Clearly, there are significant differences between the Pan-European economies, where the market risks are relatively low and industries are typically more matured with stable but lower growth rates and the emerging economies with relatively high market risks and industries that are typically in their early stages of development with relatively high but volatile growth rates. The telecommunication and banking industries are good examples of such significant disparity in average returns. On the average, Nigerian banks recorded growth in net profit margin of 13% for FY 2014. First Bank of Nigeria Plc. recorded an accelerated growth rate of 16% from 2013. Another big Nigerian bank, Guaranty Trust Bank Plc (GTB) recorded profit growth of 10% to end 2014 FY. On the flipside, the interim results of banks in the UK as reported by KPMG London in its publication on “UK Banks: Performance Benchmarking Report” for 2014 shows that the UK’s five biggest banks – Standard Chartered Bank Group, RBS, Barclays, HSBC and Lloyds Bank cumulatively recorded margins of approximately 8% lower than the corresponding period in 2013.

Thus, benchmarking appropriate returns that a Nigerian bank should have earned in a given year with comparables from UK would yield unreliable results. A similar trend can be observed in the telecommunications industry.

To help manage this obvious comparable data constraint issue in Nigeria and other African countries, we consider both short term and long term remedies. The objective is to find practically reasonable approaches that achieve the following:

Consider the economic circumstances comparability factor;

Do not impose significant analytical burden on taxpayers and tax administrators due to its complexity; and

Are consistent with similar best practices in other regions.

Short term remedies

Considering that it will take a while for the appropriate local and African comparable data to be compiled and made publicly available, the short term remedies considered in this article focus on how best we can make use of currently available data to address the comparable economies factor.

Country risk adjustment

In practice, it is common to find cases where extensive search for local comparables yield insufficient or no comparable data. As a result, one common approach employed by some analysts is to perform country risk adjustments to the returns of the available Pan European companies that have been identified and considered similar to the local (Nigerian or African) entity being tested. Where such adjustments are sufficiently carried out, it can be argued that variability in returns of the selected Pan European companies and the local entity that is due to the difference in economic circumstances have been adequately addressed in the analysis, therefore making the results more reliable – comparing apples to apples. In applying the said adjustment, several approaches could be adopted depending on the facts and circumstances of the case under review. For example, in benchmarking foreign currency denominated long term loan interest rates charged to a local entity, some analysts have relied on government bond spreads differential between the Pan European country and the country of the local entity (the borrower). The spread is then used as a proxy for the country risk premium that should be added to the interest rates charged on comparable loans made to Pan-European companies in establishing reliable benchmark interest rates that should be charged the local entity.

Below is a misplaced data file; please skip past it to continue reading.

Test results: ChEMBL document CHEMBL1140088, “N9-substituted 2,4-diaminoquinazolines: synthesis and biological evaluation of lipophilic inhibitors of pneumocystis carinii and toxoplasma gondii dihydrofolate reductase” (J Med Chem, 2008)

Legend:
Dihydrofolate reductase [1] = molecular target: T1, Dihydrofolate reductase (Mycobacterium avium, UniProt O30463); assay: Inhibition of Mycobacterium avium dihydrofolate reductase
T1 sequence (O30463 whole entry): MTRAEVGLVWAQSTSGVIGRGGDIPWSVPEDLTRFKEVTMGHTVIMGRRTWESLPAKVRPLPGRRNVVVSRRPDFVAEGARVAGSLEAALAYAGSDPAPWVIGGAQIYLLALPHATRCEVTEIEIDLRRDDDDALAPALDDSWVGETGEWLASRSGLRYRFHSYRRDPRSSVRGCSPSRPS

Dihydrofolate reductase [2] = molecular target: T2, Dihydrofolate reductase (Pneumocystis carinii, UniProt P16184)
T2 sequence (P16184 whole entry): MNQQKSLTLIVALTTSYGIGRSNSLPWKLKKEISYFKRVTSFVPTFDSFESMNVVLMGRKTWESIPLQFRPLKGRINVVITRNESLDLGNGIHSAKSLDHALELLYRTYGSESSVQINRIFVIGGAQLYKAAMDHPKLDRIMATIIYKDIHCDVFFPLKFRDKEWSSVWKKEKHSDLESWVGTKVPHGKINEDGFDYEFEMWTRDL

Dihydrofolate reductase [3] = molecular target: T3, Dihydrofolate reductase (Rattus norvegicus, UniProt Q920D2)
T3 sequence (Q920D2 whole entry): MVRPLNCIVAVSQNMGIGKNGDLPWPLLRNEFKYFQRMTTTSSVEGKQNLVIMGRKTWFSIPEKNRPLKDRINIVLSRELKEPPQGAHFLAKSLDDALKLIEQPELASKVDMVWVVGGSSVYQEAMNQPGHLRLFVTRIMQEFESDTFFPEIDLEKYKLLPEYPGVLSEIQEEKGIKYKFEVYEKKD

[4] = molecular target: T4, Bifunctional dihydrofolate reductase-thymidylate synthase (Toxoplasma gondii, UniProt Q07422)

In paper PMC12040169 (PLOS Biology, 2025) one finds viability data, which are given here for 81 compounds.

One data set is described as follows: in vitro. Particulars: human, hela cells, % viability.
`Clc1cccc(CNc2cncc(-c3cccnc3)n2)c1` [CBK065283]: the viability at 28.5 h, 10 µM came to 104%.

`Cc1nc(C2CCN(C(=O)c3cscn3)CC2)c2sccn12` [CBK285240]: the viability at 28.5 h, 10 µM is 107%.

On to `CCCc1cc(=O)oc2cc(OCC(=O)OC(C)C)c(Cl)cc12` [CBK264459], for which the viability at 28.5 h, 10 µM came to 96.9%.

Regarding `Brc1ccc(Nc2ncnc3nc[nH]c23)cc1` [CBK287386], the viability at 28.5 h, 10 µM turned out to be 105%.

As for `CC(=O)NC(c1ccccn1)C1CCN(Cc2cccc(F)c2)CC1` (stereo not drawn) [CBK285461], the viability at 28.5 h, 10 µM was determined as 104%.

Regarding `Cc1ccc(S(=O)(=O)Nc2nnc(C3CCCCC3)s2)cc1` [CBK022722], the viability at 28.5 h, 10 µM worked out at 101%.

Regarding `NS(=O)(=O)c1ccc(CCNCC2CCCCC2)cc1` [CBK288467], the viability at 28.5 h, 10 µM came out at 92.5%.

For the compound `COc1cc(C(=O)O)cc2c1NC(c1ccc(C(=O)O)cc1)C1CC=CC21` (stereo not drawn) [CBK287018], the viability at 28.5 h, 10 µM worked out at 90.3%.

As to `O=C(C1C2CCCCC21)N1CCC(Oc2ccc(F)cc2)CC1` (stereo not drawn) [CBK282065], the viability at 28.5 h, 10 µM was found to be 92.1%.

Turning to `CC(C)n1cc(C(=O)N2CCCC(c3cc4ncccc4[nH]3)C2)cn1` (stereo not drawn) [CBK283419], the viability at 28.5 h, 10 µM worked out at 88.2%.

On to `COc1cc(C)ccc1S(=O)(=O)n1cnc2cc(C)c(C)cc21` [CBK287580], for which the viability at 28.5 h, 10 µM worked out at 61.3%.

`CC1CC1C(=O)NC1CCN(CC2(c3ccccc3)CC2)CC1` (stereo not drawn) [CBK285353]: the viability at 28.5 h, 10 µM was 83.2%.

This approach has a number of limitations. For one, interest rates on government bonds capture different risk factors such as the time value of money in the form of an inflation premium, the opportunity cost of capital in the form of the interest rate risk premium, and a country risk premium, assuming the borrowings are in the same currency. Thus, there is a likelihood that the upward adjustment of the interest rates or returns of the Pan European comparable loans or companies may be overstated. Secondly, further adjustments to improve the reliability of the results render this approach complex and burdensome to both taxpayers and tax administrators. Thirdly, generally, where an approach requires that many adjustments, it is an indication that it might not be the most appropriate approach. Fourthly, the country risk adjustment approach is inconsistent with best practices in other regions where they face similar local or regional data constraints. For example, for tangible goods transactions and services, Latin American countries tend to expand their search for regional comparable companies to include companies from US and Canada without performing any country risk adjustments. Fifthly, the approach is not flexible and fungible enough to allow MNEs have a consistent benchmark policy for the Africa region for similar functions performed by affiliates across the region, considering that each country will most likely yield a different country risk adjustment. Finally, although the FIRS has not provided explicit guidance on how to address the local comparable data constraint, the complexity of this approach would most likely be less preferable to an alternative that is less complex but yields equally or more reliable results. As a result, we believe that the country risk adjustment should only be applied where there does not exist less complex approaches that can yield equally reliable results.

Comparables from similar emerging economies